Julian Barnes

Thank God for the Booker. I would never have attempted reading Barnes if he hadn’t won the prize for The Sense of An Ending. And reading him has given me so much of pleasure in the last few days.

The Sense of An Ending is quite a gem. It is a meditation on the illusory nature of time and memory, told by Tony Webster as he reflects on a life mildly lived, or so he thinks. As he delves into the depths of his memory, he realises how memory can play tricks, and that reality is often so distant from what memory serves up. Adrian, Alex and Tony are school friends in days when “we imagined ourselves as being kept in some kind of holding pen, waiting to be released into our lives. And when that moment came, our lives – and time itself – would speed up.” He reflects on those early days of precocious youth when the fear was that “Life wouldn’t turn out to be like Literature. Look at our parents – were they stuff of Literature?” Adrian is the cleverer, more seriously philosophical of the three and his suicide in his early youth is both pre-destined and profoundly shocking. And as Tony gets on with living what he terms his ‘average’ and ‘careful’ life, marrying, having children, divorcing, surviving, he does not expect time to serve him surprises any more. But the nature of time and memory is such that it does serve him surprises. A past girlfriend Veronica, a weekend spent with her family, her subsequent relationship with Adrian and a letter written in anger, all come together to dish out repercussions Tony is never aware of until the very end. And the slow realisation of the consequences of the past is lovingly teased out by Barnes with exquisite fineness ending in quite a startling finish.

Barnes’ craftsmanship is beautiful. His control of the language and the pace of the narrative is so strong, you speed away through the book, while at the same time forcing yourself to periodically stop and savour the thought so pithily expressed. And there are so many of these lovely ones peppered through the book. “History is that certainty produced at the point where the imperfections of memory meet the inadequacies of documentation.”; “Some Englishman once said that marriage is a long dull meal with the pudding served first.”; “life is a gift bestowed without anyone asking for it; that the thinking person has a philosophical duty to examine both the nature of life and the conditions it comes with; and that if this person decides to renounce the gift no one asks for, it is a moral and human duty to act on the consequences of that decision.”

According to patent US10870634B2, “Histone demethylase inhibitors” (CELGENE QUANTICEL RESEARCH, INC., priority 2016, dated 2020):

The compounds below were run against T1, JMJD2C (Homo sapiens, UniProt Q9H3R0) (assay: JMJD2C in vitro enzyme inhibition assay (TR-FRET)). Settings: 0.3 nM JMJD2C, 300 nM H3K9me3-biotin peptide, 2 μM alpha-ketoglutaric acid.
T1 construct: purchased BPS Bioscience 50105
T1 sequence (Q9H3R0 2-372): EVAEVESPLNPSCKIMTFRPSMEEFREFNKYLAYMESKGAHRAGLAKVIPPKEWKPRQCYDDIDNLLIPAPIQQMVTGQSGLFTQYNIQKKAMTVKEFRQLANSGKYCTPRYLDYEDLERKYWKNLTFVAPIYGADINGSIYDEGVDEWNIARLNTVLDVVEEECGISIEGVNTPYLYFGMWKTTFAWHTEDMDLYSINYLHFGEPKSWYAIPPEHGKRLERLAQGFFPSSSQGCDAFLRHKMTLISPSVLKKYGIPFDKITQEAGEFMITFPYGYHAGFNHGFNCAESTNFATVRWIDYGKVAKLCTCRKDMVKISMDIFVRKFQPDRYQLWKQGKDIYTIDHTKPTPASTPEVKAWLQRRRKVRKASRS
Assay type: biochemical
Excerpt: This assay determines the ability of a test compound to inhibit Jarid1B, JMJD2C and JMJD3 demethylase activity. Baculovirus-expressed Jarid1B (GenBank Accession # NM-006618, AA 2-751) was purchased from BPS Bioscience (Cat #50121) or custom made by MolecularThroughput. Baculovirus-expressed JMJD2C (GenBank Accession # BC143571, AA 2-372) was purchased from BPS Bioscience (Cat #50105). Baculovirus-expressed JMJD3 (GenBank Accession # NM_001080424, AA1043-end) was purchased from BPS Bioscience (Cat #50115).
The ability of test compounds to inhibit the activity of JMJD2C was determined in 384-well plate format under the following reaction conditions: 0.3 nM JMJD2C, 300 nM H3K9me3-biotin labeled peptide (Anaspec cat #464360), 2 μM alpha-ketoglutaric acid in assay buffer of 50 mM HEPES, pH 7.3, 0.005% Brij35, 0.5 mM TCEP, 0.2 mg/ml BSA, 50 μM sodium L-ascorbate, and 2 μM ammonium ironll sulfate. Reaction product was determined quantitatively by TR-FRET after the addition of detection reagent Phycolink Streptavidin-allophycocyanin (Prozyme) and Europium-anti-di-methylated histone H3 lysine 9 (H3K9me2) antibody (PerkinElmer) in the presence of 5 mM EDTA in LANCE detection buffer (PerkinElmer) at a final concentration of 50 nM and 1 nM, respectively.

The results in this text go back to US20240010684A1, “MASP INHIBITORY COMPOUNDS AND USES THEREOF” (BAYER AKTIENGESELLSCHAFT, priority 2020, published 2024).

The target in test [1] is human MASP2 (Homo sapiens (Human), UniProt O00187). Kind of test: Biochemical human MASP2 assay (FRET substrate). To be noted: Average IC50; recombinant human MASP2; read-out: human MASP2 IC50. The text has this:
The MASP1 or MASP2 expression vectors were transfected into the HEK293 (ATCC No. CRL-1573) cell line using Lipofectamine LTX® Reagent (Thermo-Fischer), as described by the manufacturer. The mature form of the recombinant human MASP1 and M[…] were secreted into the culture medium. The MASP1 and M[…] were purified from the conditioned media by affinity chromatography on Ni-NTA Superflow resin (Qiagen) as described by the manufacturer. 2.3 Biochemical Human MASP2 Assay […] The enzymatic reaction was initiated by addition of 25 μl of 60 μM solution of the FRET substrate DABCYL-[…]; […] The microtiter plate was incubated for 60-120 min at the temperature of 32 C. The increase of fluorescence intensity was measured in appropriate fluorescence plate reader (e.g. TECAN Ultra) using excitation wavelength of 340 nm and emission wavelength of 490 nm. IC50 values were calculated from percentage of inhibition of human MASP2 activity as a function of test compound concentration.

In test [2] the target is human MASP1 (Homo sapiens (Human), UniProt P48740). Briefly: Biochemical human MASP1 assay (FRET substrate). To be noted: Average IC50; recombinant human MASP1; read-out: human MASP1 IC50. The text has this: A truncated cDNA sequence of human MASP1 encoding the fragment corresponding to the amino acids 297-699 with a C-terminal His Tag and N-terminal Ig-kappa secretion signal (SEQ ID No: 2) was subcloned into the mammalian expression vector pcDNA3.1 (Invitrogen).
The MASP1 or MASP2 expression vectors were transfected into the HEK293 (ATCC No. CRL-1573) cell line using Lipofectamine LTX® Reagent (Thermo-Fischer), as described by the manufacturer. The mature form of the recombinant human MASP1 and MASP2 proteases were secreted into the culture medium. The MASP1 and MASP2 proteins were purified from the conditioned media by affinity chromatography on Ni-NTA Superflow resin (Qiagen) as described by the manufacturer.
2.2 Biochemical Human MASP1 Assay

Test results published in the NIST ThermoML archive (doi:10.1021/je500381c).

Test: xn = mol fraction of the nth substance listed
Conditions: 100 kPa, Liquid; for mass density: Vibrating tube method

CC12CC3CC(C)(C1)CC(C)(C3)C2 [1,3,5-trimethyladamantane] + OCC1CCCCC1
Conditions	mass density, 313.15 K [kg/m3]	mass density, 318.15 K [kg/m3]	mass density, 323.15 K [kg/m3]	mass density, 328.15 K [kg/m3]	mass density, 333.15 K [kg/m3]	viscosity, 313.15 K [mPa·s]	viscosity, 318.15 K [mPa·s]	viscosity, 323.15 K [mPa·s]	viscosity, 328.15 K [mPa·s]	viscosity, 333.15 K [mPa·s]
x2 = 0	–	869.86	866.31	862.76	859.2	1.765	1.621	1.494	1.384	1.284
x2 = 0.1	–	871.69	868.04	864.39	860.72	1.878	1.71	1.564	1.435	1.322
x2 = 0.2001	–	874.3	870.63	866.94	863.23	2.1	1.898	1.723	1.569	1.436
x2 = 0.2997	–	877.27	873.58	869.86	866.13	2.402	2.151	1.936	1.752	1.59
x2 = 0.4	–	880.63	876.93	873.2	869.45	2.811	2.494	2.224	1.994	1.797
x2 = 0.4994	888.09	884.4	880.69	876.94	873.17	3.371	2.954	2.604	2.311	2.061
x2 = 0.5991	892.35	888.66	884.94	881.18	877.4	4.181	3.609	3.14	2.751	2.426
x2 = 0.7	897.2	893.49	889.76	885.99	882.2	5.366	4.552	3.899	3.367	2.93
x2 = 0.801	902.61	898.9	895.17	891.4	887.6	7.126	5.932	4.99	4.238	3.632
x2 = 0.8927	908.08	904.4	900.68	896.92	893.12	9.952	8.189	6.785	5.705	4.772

I am quite in love.

And so I go along to another Barnes novel, Talking It Over. This has Stuart, Gillian and Oliver, a trio talking over their lives to an anonymous fourth person, perhaps the reader, perhaps a documenter of their lives. Other characters flit in and out but the primary ones remain with their characteristic voices. Stuart and Oliver are best friends through school, though their friendship is a strange one, given the difference in their personalities. Stuart is the sensible, slightly boring one, the one with the carefully stored up money, the ant to Oliver’s flamboyant, careless and yet very attractive grasshopper. All is fine with Stuart proving to be Oliver’s safety net while Oliver introduces some excitement into Stuart’s life. Until of course Gillian enters. Stuart and Gillian fall in love and on their wedding day, Oliver discovers his own feelings and that leads to a string of consequences that upturn their lives entirely.

Barnes uses his characteristic command over the language to bring alive the differences in personalities between Stuart and Oliver in their first person narratives. “And even people who say they don’t care how they look care how they look. Everyone does. It’s just that some people think they look their best by looking terrible,” says Oliver. And “I’ve always thought you are what you are and you shouldn’t pretend to be anyone else. But Oliver used to correct me and explain that you are whoever it is you’re pretending to be,” says Stuart. Of course there are the pithy reflections that I have come to think of as Barnes-isms. “Life is like invading Russia. A blitz start, massed shakos, plumes dancing like a flustered henhouse; a period of svelte progress recorded in ebullient despatches as the enemy falls back; then the beginning of a long, morale-sapping trudge with rations getting shorter and the first snowflakes upon your face. The enemy burns Moscow and you yield to General January, whose fingernails are very icicles. Bitter retreat. Harrying Cossacks. Eventually you fall beneath a boy-gunner’s grapeshot while crossing some Polish river not even marked on your general’s map.” Exquisite. There are so many of those quotable quotes, that I have four whole pages of notations in my kindle. And then of course there is the characteristic (at least I think it is characteristic, given that I have read precisely 2 books of his) Barnes twist in the ending that tends to be quite unexpectedly startling.

And that is why my love affair with Barnes continues.


Popular posts from this blog

In Defence of Liberal Hinduism: Tharoor's Why I am a Hindu

Spiti - Why It Should Be Your Next Adventure

2017: My Year in Reading